Author(s): Cooper RJ, Atkinson RJ, Clark RA, Michie PT
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Abstract Two auditory event-related potential (ERP) waveforms, mismatch negativity (MMN) and repetition positivity (RP), are sensitive to repetition of auditory stimuli. Increasing repetition of standards produces larger MMN amplitudes to deviant stimuli in an oddball paradigm, known as the memory trace effect, and attributed to increasing strength of the memory trace for standards. RP to standards also increases as a function of repetition in a 'roving' oddball paradigm where the standard changes in pitch following presentation of a deviant tone. As the sensory memory trace representing standard stimuli must be continually updated in the roving paradigm, RP has been proposed to reflect memory trace formation. Given that RP to date has only been observed in roving oddball paradigms, we examined whether RP and the MMN memory trace effect are present in both roving and standard oddball paradigms in 24 young adults (mean age: 22.4±5years). Four, 8, or 16 standards preceded a deviant. We observed RP at Fz in standard ERPs in the roving but not constant paradigm. At mastoid sites, RP was observed in both paradigms. A memory trace effect was not observed at Fz in either paradigm. Our findings suggest that different generator sites in the brain model local and global auditory information with generators of mastoid activity primarily sensitive to local or short term stimulus history of auditory regularities while generators of frontal site activity retain more global information regarding stimulus history over a longer time period. Copyright © 2013 Elsevier B.V. All rights reserved.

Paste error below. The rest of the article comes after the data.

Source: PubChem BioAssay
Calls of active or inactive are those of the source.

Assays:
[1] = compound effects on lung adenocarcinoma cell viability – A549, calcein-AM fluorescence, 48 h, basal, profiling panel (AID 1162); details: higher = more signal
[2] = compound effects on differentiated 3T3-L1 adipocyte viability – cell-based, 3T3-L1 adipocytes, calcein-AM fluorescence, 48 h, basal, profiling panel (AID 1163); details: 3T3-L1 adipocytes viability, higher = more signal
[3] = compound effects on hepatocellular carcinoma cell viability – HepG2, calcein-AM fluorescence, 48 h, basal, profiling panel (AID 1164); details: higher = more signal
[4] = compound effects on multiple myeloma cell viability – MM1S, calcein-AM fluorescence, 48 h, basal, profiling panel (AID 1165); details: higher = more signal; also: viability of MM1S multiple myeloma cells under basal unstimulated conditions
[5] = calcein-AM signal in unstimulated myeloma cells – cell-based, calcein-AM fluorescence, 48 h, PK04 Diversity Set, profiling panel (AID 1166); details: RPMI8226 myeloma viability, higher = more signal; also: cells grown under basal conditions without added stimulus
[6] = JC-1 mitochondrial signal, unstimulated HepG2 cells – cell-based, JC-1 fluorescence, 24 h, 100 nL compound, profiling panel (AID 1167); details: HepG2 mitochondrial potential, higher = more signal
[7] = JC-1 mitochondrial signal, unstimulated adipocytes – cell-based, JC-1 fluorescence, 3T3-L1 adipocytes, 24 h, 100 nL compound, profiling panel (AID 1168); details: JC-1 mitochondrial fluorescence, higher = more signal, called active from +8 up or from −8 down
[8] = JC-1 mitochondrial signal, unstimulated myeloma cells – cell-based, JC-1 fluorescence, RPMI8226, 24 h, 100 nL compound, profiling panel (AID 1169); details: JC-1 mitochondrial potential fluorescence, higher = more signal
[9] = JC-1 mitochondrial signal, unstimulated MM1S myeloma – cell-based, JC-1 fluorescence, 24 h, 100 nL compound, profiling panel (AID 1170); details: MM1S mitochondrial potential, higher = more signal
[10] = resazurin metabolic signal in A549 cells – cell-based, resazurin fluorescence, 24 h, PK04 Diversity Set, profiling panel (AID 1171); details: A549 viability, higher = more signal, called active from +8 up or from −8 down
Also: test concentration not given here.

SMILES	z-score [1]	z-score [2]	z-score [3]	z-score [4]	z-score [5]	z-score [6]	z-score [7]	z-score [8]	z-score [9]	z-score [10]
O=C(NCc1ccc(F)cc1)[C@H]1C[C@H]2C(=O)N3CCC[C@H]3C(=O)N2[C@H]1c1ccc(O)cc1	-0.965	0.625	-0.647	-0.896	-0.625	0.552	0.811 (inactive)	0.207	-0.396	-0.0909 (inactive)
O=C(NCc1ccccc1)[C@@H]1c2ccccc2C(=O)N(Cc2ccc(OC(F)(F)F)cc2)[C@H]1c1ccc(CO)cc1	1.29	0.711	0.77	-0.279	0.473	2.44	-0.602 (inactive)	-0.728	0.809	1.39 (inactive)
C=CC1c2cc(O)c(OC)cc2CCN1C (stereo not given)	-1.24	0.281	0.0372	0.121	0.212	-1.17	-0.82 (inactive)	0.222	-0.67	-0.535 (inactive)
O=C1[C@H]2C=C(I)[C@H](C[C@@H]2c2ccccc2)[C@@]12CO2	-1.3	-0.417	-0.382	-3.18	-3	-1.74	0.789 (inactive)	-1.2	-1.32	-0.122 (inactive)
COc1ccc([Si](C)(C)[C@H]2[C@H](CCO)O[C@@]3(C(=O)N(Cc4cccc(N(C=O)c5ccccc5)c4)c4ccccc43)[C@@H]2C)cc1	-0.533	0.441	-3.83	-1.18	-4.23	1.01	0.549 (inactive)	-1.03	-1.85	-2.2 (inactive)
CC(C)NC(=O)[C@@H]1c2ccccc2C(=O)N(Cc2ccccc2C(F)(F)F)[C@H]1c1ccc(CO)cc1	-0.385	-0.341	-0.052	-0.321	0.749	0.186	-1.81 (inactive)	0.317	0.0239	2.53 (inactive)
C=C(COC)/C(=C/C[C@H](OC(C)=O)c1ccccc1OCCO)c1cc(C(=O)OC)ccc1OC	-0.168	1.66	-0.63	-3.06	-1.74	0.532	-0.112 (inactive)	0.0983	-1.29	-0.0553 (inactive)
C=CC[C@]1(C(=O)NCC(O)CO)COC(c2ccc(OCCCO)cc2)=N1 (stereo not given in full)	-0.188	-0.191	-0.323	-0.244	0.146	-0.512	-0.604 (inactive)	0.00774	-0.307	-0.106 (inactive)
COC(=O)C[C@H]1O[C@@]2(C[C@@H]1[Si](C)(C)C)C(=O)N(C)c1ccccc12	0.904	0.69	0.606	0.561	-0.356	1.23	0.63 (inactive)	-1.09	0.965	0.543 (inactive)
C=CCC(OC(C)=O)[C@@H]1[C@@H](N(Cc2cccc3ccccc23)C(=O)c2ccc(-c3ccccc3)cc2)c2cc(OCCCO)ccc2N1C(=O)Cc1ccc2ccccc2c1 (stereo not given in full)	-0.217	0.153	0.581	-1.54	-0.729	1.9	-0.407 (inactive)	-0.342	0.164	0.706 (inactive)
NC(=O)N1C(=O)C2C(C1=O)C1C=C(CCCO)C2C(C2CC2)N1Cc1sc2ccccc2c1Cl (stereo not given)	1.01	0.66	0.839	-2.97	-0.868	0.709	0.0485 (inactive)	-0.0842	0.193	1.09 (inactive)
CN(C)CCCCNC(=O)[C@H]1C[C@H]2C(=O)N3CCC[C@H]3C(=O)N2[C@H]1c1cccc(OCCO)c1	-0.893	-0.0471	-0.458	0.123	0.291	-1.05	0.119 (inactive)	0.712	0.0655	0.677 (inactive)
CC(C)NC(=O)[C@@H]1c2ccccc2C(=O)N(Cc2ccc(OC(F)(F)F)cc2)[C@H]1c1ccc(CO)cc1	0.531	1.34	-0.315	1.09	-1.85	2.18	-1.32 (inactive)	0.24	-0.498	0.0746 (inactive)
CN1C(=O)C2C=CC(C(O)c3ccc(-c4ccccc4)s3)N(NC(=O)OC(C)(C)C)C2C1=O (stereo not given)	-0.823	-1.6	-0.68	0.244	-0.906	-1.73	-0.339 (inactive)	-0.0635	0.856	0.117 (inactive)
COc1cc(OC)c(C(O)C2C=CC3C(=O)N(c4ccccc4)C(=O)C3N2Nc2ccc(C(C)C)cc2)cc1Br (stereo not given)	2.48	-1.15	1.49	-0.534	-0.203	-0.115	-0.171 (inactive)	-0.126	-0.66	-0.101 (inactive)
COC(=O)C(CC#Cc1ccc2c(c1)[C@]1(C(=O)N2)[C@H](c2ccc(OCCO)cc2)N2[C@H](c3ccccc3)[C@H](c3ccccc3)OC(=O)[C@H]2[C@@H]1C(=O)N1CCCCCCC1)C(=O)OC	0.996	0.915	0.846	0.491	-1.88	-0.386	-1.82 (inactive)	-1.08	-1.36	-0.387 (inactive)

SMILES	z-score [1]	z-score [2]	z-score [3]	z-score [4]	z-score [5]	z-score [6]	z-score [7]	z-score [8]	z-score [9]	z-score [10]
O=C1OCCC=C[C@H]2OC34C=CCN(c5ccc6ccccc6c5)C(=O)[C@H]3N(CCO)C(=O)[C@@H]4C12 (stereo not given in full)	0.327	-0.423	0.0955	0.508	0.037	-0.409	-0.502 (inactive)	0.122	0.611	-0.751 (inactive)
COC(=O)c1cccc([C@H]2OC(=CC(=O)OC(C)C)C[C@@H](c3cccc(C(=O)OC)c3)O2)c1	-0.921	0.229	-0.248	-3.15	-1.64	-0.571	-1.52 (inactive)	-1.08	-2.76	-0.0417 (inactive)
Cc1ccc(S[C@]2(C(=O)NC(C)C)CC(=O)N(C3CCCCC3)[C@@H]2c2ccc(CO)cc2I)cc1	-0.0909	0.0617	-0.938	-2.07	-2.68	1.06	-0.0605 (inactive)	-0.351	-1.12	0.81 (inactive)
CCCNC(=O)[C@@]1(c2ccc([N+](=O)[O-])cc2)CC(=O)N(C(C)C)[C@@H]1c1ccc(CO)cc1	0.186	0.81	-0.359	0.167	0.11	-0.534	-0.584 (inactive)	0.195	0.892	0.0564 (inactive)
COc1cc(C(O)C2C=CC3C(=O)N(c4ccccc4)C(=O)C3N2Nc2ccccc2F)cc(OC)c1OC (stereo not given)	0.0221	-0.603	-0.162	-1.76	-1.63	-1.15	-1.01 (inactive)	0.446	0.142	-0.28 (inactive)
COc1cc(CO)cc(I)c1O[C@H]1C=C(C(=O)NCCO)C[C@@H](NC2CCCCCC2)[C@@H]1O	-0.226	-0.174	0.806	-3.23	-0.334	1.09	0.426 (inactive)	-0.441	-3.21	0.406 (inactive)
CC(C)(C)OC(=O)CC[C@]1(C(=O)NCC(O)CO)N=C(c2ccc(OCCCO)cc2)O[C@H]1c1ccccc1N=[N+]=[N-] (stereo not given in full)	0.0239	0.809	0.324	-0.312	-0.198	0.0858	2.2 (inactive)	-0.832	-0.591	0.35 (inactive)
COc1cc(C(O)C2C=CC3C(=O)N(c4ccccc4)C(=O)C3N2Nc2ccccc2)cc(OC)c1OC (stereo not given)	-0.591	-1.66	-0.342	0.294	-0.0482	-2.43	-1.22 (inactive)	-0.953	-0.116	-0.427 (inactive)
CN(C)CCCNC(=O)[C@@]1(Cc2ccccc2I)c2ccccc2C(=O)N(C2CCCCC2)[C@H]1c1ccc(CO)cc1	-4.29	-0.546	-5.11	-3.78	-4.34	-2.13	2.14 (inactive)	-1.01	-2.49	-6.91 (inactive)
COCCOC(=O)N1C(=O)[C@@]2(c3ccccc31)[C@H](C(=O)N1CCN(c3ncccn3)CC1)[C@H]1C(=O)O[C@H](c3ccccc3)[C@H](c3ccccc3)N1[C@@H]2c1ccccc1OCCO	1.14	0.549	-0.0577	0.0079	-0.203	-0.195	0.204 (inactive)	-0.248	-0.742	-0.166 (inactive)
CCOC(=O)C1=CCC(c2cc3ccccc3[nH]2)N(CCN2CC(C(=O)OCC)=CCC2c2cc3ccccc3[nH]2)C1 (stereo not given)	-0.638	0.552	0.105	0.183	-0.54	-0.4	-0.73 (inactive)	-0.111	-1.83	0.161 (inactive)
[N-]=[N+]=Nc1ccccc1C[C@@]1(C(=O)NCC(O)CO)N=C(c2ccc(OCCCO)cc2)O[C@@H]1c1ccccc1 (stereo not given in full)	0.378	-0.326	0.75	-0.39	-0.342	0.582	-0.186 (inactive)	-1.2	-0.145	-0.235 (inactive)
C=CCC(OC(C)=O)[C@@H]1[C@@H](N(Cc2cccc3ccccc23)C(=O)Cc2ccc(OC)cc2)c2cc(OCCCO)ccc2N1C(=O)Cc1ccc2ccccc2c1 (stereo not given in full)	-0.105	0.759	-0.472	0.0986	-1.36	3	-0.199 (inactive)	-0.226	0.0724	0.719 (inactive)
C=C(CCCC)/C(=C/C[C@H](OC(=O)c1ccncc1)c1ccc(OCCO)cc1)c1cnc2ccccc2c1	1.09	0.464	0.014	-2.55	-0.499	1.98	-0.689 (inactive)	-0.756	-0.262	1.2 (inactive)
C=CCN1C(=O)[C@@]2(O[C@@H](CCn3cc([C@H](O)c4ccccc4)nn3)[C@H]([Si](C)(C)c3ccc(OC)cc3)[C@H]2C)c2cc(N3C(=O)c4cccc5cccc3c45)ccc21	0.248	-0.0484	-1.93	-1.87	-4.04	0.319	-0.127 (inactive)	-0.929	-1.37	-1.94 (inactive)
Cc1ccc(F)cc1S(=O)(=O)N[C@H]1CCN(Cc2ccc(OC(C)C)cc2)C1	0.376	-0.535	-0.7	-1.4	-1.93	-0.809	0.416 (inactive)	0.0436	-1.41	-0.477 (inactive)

This article was published in Int J Psychophysiol
and referenced in Pediatrics & Therapeutics